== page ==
Real estate ownership options among more than 300 homes include single-family homes, home sites, and villas, ranging from $2 million to $30 million. Hualālai Club Membership is available exclusively to property owners and offers access to two 18-hole championship golf courses designed by golf legends Jack Nicklaus and Tom Weiskopf, each with its own clubhouse; the award-winning Hualālai Sports Club and Hualālai Spa; the Hualālai Canoe Club; the Hualālai Tennis Club; and a residents’ beach house. Membership also provides access to all amenities at Four Seasons Hualālai Resort. In an oceanfront setting of pristine white sand beaches and black lava landscapes, the hotel offers 243 guest rooms and suites housed in intimate two-story bungalows.

Here’s a look at what’s new and a home in this luxe resort community:

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Coastline and mountain views from the pool

On a drive up to Turtle Bay for a disappointing lunch at Roy’s Beach Shack, I drove right past 55-249A Kamehameha Highway in Laie on the Hawaiian island of Oahu.  I drove past, because from the road, the home is nearly invisible, tucked into its own oceanfront pocket tropical forest on about two-thirds of an acre.

The home just popped on the market with Erik Hinshaw of Hawai’i Life Real Estate. Readers will recall it was Hinshaw who showed me around the $71 million in penthouse “porn” you read about earlier in January.  During that visit we got to talking about this property.  But enough dish, here are the specs: it’s a 2004-built home with three bedrooms and three bathrooms totaling 2,464 square feet of living space and is being offered for $2.4 million.

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Honolulu’s Gold Coast at the foot of Diamond Head crater

Last month I wrote an Oahu market update detailing the prior year’s slight price appreciation.  I also pointed out that it takes hard work to lose money in Hawaii if you have time. In other words, don’t buy high and sell low as the Dallas Police and Fire pension funds did.  But all those number-y things get confusing, so here’s a concrete example of how two units in the same building have performed over time (spoiler: GREAT).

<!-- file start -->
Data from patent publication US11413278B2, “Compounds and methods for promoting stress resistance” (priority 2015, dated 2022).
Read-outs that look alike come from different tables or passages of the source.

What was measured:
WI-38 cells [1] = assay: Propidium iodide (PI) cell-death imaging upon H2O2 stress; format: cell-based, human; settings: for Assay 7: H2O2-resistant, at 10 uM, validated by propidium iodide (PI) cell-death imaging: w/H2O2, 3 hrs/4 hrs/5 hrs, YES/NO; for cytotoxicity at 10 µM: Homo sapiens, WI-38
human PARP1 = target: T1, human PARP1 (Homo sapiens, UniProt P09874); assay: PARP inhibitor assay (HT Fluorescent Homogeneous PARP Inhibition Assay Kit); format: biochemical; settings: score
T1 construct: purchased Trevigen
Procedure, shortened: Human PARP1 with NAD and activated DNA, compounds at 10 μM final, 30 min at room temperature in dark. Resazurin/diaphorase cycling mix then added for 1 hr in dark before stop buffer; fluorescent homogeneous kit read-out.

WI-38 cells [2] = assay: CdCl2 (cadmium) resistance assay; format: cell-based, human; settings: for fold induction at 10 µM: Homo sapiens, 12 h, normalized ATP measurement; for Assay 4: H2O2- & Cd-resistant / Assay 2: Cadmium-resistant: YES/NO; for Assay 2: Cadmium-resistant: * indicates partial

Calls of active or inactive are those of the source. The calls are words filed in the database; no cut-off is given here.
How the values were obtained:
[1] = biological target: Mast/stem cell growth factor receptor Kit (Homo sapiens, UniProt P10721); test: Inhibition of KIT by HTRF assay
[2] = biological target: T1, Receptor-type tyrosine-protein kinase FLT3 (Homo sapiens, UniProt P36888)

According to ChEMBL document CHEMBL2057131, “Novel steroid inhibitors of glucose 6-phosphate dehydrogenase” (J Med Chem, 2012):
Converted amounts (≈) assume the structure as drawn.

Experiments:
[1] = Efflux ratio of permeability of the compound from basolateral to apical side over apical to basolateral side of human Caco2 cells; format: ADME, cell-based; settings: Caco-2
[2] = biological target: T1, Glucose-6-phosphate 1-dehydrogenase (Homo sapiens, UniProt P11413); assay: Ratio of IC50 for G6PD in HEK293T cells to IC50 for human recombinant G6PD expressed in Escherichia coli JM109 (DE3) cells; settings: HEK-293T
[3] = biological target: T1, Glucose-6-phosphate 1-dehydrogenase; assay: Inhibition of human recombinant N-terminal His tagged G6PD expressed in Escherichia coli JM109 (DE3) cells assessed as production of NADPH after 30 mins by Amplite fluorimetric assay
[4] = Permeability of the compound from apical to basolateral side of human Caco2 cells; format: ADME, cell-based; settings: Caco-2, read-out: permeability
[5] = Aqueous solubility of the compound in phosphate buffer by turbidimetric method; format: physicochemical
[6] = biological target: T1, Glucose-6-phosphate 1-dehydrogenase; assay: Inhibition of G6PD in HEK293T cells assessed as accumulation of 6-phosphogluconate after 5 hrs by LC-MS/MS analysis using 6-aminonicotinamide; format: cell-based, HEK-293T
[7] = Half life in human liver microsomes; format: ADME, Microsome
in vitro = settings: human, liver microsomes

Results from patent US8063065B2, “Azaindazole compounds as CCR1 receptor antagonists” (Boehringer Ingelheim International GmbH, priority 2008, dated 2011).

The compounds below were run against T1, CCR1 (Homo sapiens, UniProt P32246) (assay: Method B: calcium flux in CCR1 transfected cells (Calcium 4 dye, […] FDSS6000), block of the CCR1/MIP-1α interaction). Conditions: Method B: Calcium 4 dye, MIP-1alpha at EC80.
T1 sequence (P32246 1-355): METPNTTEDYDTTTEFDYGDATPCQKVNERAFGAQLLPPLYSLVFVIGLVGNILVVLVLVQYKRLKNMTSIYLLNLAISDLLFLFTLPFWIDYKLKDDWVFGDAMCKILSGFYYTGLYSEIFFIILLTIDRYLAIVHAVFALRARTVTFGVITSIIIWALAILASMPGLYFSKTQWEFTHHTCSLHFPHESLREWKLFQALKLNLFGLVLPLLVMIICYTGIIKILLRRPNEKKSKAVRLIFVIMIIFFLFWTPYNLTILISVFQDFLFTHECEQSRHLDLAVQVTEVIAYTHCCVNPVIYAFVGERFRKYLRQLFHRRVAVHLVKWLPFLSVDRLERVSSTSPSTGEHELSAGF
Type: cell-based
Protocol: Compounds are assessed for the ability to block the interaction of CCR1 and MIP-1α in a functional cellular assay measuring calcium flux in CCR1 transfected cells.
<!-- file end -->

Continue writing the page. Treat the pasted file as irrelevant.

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Rippling side of Waiea facing the Pacific Ocean

For the second year in a row, the minute I leave town, Candy decides to throw parties in Dallas’ most expensive and storied digs.  Last month it was Deion Sanders’ Collin County mega-mansion and Walnut Place’s walk down the auction catwalk and into Mehrdad Moayedi’s hands for $36 mil.  Well I’ve had enough. This year, I fought back!  First was Sammy Hagar’s Maui retreat, then Fleetwood Mac alum John McVie’s Diamond Head estate, and now …

Welcome to Waiea where two penthouses kiss the Pacific Ocean for a combined $71 million.  It was here that we met Erik Hinshaw of Hawai’i Life Realtors to view these two staggering properties (the same Hawai’ian Life featured on HGTV).  We?  Yes, coincidentally, Dallas high-rise Queen Sharon Quist with Dave Perry-Miller Real Estate was in town poking around with a client and joined me on the tour.

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There’s an old investment adage: Buy when people are selling and sell when people are buying.

On July 14, 2017, there was a fire at the Marco Polo high-rise in Honolulu that damaged some 200 units and will cost approximately $100 million to repair.  It wasn’t the first. There was also a fire just four years prior in 2013 causing $1.1 million in damage.  There are no sprinklers in the 1971 building.  After the first fire, the HOA got an estimate to retrofit the building with sprinklers. The average cost was $8,000 per unit or roughly $4.5 million.  After this fire, I think it’s highly unlikely a sprinkler retrofit wouldn’t happen. I suspect insurance companies would demand it.

Doesn’t exactly smell like a dream Hawaiian getaway, does it?  What it should smell like is opportunity.